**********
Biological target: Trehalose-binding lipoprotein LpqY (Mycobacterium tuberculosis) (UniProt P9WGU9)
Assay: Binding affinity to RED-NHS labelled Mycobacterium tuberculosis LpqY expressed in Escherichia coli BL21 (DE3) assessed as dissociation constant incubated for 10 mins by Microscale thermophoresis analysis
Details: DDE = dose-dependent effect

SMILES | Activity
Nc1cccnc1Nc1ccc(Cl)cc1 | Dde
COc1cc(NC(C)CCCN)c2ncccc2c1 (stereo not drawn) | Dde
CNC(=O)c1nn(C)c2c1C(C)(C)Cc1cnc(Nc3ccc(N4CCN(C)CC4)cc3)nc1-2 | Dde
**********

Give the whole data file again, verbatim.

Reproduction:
Biological target: Trehalose-binding lipoprotein LpqY (Mycobacterium tuberculosis) (UniProt P9WGU9)
Assay: Binding affinity to RED-NHS labelled Mycobacterium tuberculosis LpqY expressed in Escherichia coli BL21 (DE3) assessed as dissociation constant incubated for 10 mins by Microscale thermophoresis analysis
Details: DDE = dose-dependent effect

SMILES | Activity
Nc1cccnc1Nc1ccc(Cl)cc1 | Dde
COc1cc(NC(C)CCCN)c2ncccc2c1 (stereo not drawn) | Dde
CNC(=O)c1nn(C)c2c1C(C)(C)Cc1cnc(Nc3ccc(N4CCN(C)CC4)cc3)nc1-2 | Dde